Banking UX

User experience isn’t just about design, but clarity and flexibility of an API

User experience isn't just about design, but clarity and flexibility of an API. Image: kirill_makarov, Shutterstock
Written by Daniel Gusev

As people rely more on automation of their routines, data providers should simultaneously think about how their data can be sourced via APIs. Story by Daniel Gusev.

This post is inspired by Brett Scott’s tweet about the shift from customer experience to user experience, where I pushed the thought of digital self-service even further, to an algorithm state.

Three years ago, I wrote a decent post (on a now defunct platform, the name of which I can’t even remember, that was automatically republished on my Tumblr) that’s still valid today; of the inevitable arrival of API as a norm and a mandatory channel for banks. As people drive for more data and increased frequency of checking, it will impact how any institution:

  • manages the data at the architectural level. Inevitably, the craving for the constant and near real-time, incessant clicking urge will increase the number of pings going to a bank’s servers, asking more from Apache servers and other load-balancing elements, following the 19th century Jevons Paradox
  • pushes the data to the devices that would at some point create the need for the data to be consolidated, recombined, and processed for ease of use.

One of the problems banks have (by right of inheritance) is the language they operate and enforce, thus most of the time the data is encoded in a banking language where people:

  • demand the language they frequent on the internet services they use most often
  • want the data to be embedded or otherwise contextualized, with the rites or habits that are already there.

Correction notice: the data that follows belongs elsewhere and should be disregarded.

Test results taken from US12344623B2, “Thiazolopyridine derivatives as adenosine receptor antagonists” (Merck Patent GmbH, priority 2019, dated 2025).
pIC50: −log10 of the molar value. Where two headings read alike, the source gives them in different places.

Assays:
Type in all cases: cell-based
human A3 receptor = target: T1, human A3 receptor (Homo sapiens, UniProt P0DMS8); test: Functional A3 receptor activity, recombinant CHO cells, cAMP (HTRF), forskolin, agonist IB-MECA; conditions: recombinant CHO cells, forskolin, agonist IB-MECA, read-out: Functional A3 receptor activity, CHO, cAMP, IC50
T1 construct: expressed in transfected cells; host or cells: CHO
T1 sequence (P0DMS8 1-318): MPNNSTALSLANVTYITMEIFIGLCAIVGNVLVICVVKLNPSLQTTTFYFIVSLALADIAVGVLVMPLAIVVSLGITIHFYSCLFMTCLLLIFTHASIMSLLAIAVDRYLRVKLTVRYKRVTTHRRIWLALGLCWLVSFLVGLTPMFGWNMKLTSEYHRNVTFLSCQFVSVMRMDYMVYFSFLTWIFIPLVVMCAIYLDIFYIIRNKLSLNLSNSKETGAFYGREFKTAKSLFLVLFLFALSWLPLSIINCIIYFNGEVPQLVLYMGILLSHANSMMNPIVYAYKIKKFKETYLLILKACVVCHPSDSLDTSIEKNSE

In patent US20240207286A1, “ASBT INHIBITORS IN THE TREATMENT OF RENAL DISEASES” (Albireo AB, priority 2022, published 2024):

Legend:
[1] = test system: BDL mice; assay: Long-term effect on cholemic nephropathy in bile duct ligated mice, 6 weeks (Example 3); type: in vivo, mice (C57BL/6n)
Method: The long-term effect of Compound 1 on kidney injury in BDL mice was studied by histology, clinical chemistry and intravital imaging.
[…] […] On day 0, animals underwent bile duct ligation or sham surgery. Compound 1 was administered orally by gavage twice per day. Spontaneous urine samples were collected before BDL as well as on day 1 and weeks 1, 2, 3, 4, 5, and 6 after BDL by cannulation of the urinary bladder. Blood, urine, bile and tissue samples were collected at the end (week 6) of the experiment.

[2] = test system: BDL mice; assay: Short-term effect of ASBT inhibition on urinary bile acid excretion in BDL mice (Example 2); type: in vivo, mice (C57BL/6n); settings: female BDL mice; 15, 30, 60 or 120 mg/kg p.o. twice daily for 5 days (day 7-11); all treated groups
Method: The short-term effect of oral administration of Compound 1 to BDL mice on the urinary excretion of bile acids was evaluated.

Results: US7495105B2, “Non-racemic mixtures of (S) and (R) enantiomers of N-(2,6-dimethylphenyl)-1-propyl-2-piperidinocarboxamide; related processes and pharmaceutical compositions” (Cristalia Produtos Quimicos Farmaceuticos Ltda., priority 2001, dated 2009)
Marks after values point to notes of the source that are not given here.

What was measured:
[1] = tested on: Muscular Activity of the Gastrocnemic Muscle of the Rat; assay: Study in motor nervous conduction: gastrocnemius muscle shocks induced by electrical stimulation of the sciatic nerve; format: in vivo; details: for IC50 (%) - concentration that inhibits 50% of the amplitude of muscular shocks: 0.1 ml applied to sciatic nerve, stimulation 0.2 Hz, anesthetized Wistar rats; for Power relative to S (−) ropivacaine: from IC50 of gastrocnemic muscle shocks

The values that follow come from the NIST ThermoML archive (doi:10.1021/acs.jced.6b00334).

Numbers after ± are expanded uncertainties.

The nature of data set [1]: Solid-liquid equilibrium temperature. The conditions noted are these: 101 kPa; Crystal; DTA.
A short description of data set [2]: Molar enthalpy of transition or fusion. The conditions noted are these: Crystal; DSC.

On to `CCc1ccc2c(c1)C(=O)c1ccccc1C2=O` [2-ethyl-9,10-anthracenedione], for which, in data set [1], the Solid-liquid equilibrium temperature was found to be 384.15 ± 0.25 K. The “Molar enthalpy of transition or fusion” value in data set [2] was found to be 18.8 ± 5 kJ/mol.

Where banks at first fought a losing battle for people’s attention span, the very hands of the customers they’re fighting for are choosing ways to save time. Where banks rabidly pushed their users to excesses of spending, the new norm is to now keep a close guard on personal consumption, and save.

The internet engine, combined with connectivity, allows people to form societies with full richness of communication, permitting rapidly exchanged thoughts, opinions and experiences on their financial lives. This creates a ‘middle-ware’ that reformats the communication from service providers and distils it to simple truths that are channelled through the social fabric of people around you. It allows a user to dispel and really grasp the necessity for buying this now and for the specified amount.

Here and there, the web in general (and those selling services on it) becomes a better financial adviser, simply because it learned the laws of connectivity before banks did. Where most people thought that being social meant launching a social media community, it really was something different. Diverse horizontal communities slowly crawled, and started offering investment advice (eToro), P2P Insurance schemes, loans (take your pick from a diverse P2P lending marketplace), and so on. Banks are still part of the picture, as they provide funding and sometimes act as intermediaries, but users increasingly interact with them through intermediaries that connect to banks via APIs.

Henceforth, banks’ plans for digital channel ecosystems should include an API and an external developer relationship right from the very beginning, simply because you cannot fathom all use cases that would include your financial license and your KYC/risk management/arbitrage experience and correspondent network experience. You cannot stand idly by and slowly lose all of these elements to newcomers, and recombine financial products in conjunction with ecommerce.

– This article is reproduced with kind permission. Some minor changes have been made to reflect BankNXT style considerations. You can read the original article here. Main image: kirill_makarov, Shutterstock

About the author

Daniel Gusev

Daniel Gusev describes himself as a payments geek, innovation practitioner, and startup amateur. He is the founder of FinFit, co-founder of, and a mentor for Startupbootcamp FinTech.

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